A demurrer filed to the foregoing complaint being over-ruled, the judge in his answer denied all the allegations therein contained, except those not contrary to his own. He set forth that the order of May 17 aforementioned was issued in the exercise of sound judicial discretion, because it was not the ministerial duty of the court to allow without argument the intervention solicited by plaintiffs in the probate proceedings relative to the will of the deceased Ordovesa; that he did not deny them their right to the property they claimed; that he did not even question whether they had or had not such a right; that in the order of May 17, he gave them to understand that they should bring a separate action for the reasons-specified in that order, and that if there was error, it would be corrected by an appeal, but in no wise by writ of mandamus.

The defendant administrator, after a general and specific denial of all the allegations of the written complaint, except the paragraphs and points thereof admitted by him, alleged: That the conjugal partnership formed by the marriage between Zaide and Ordovesa was constituted on the basis or agreement of an absolute separation of property between the spouses; that this separation was recorded in a public instrument, and in fact was so effected at the beginning of the marriage; that plaintiffs, expressly recognizing such agreement of separation of property, could not help but explicitly waive in the proper instrument, upon their father’s death, all their rights to any property which might belong to the latter as community property; that, for this reason, although the proceedings were commenced in July, 1912, they had made no claim until 1915 and only did so then because they learned that the most important and valuable part of the property inventoried had been registered under the torrens system in the name solely of the testatrix Ordovesa and in those of her lawful and forced heirs; that plaintiffs had no right whatever to intervene in the probate proceedings; and that in any event they had the remedy of appeal from the decision of the court, or that of making the proper claim against the estate in a separate action, inasmuch as the allegations set forth in the complaint did not constitute a right of action for mandamus. In conclusion defendant prayed that he be absolved from the complaint or that it be finally dismissed, with the costs against plaintiffs.

By agreement between the parties at the hearing of the demurrer the record in the proceedings for the probate of the will of the late Brigida Ordovesa in the Court of First Instance of Laguna was presented at the hearing in this court.

The questions submitted to us for final decision in the matter of the special remedy of mandamus sought by counsel for plaintiffs consist of whether the latter, as the legitimate children and heirs of Salvador Zaide, have or have not the right to intervene and be heard in the settlement of the community property, which was to be made in the probate proceedings relative to the estate of the deceased Brigida Ordovesa, a wife of plaintiffs’ father, Salvador Zaide, by his second marriage; and whether this settlement must necessarily be made in the aforesaid probate proceedings.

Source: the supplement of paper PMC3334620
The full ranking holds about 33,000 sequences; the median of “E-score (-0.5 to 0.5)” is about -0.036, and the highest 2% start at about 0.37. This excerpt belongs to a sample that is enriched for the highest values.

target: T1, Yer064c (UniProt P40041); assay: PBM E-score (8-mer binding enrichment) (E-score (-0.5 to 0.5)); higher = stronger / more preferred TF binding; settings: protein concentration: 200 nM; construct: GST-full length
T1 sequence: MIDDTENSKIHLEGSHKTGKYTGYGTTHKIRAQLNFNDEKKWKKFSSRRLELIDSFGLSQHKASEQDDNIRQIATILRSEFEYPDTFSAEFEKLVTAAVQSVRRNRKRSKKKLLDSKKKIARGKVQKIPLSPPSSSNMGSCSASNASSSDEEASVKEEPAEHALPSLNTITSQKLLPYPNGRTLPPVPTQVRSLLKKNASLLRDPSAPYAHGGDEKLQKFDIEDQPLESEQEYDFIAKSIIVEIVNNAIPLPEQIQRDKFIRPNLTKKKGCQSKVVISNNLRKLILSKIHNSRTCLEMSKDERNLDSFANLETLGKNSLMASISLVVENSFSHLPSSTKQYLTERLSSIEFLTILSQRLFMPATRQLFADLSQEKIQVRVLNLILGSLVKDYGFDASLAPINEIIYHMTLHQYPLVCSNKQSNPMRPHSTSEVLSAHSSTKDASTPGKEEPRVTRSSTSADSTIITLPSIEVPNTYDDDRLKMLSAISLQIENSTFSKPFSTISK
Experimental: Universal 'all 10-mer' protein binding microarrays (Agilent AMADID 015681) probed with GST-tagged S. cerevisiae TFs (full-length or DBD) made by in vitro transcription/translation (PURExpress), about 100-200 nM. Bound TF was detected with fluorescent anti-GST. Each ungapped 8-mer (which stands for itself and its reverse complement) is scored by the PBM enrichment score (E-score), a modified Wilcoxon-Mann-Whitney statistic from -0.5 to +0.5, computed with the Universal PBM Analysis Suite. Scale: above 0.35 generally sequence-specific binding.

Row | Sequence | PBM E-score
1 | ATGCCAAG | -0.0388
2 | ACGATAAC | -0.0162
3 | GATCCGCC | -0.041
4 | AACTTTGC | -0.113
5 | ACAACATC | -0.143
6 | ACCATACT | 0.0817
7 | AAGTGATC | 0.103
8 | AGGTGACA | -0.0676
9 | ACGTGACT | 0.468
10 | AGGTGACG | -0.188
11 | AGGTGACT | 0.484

In deciding these questions it must be kept in mind that Zaide left no will at his death, that no proceedings were had relative to his intestate estate, and that no inventory was made of the property he left when he died.

It is not necessary in this decision to discuss the question of whether, by reason of the marriage of the said spouses, the conjugal partnership which they formed was constituted on the basis of community property or on that of an absolute separation of property, since, for the determination of the controversy either way the representation of the three plaintiffs, children of one of the members of the partnership dissolved by his death, is essential.

Having regard to the law, it is impossible to approve the inventory and partition of the estate of the testatrix Brigida Ordovesa until it first shall have been determined, by final Judgment, whether there is or is not included in that estate, confused and mixed therewith, property which belonged exclusively to her husband, Salvador Zaide, or which was community property belonging, one-half of it, to him.

So long as no final judgment shall have been decreed holding that the partnership formed at the marriage of the said spouses was constituted on the basis or agreement of separation of property, the husband’s heirs are unquestionably entitled to intervene in the settlement of the affairs of the estate of the deceased Zaide’s widow, since, upon her husband’s death and the dissolution of the conjugal partnership, his surviving wife assumed charge of all the property of the dissolved partnership, without any settlement of its affairs having been made and without prior determination as to what was the community property, one-half of which now belongs to the heirs of said husband, who died before his wife, unless it be proved that the conjugal partnership was constituted on the basis of absolute separation of property. (Civil Code, arts. 1315, 1316, 1319, , 1392, 1393 and 1407.)